Pollster reveals ‘pivotal’ moment UK appeared to start showing Brexit regret
PUBLISHED: 10:13 24 June 2020 | UPDATED: 10:35 24 June 2020
A polling expert has revealed the ‘pivotal’ moment that the UK appeared to start showing regret about the decision to leave the European Union.
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Professor John Curtice, a professor of politics and one of the UK’s most respected experts on polling, was speaking at a UK changing in the EU event to mark four years since the referendum.
In explaining attitudes surrounding the referendum he pointed to numbers that showed the gap widening from 2016, where people thought the Leave vote was the wrong decision.
And he said that the ‘pivotal’ moment for demonstrating that was the 2017 general election where Theresa May lost her majority, which put the UK on an anti-Brexit trajectory.
He told viewers of a live web stream: “If we did change our minds at any point, the 2017 election was pivotal.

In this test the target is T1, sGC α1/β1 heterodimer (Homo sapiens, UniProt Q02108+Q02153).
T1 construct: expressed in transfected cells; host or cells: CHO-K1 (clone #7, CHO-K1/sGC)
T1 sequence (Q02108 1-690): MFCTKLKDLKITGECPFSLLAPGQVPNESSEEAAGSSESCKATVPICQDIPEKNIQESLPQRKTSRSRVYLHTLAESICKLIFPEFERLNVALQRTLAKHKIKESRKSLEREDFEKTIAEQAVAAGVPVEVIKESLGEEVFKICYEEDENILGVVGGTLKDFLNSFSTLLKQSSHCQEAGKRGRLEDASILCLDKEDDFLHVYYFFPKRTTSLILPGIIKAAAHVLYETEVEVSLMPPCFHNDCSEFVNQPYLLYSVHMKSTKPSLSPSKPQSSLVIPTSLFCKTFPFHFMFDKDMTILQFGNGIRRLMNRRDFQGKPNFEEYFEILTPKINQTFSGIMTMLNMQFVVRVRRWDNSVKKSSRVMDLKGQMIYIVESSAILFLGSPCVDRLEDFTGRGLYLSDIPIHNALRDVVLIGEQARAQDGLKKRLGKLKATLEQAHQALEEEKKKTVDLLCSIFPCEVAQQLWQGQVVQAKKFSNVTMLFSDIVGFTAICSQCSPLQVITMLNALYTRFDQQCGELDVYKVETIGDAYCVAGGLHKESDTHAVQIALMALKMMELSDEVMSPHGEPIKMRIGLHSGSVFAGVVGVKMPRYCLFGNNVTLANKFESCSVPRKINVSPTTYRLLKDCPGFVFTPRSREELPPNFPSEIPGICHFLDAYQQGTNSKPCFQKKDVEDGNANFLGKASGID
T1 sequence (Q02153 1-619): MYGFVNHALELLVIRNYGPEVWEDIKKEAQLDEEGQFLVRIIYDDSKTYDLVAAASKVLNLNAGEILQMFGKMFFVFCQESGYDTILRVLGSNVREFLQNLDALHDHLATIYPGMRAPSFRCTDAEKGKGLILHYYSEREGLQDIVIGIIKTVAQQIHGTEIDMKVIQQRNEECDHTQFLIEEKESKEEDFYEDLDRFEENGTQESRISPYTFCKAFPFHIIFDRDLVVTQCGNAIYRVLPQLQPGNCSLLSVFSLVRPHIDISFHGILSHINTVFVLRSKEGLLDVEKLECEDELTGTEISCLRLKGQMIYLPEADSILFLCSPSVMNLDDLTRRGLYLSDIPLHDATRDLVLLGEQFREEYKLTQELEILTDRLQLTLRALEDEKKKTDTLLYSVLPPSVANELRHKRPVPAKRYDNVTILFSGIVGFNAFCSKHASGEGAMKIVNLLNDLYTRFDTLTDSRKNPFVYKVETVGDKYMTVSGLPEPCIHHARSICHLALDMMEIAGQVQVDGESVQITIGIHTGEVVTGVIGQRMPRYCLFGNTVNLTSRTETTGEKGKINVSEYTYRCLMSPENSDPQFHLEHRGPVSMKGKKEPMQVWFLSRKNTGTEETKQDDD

“It was not only pivotal in the history of Brexit in terms of parliament but it looks as though it was pivotal in balancing public opinion.
“This was primarily because it helped instigate a shift of attitudes amongst those that did not vote back in 2016.
“This did raise doubts about whether there was a majority in favour.”
Curtice pointed out that after this election that there was a “small but consistent” lead for Remain in the country.
He said this meant it not clear whether the country was in support of Brexit by the time we left the EU on January 31.
Acknowledging a “small anti-Brexit majority” since 2017, the professor said that he did not believe many who voted in the EU referendum had changed their minds.
But he said the significant shift was from those who did not vote in 2016. He explained that in 2016 “abstainers were slightly more likely to say they would vote Remain to say they would vote Leave but not dramatically so”, but on the other side of the 2017 general election “the abstainers are very clearly beginning to move in the Remain direction, and they remain consistently in that direction”.
Curtice added that the shifts between the initial vote and by the time Brexit Day took place “raises questions about the effectiveness of referendums as instruments of direct democracy, at least on a narrow vote”.
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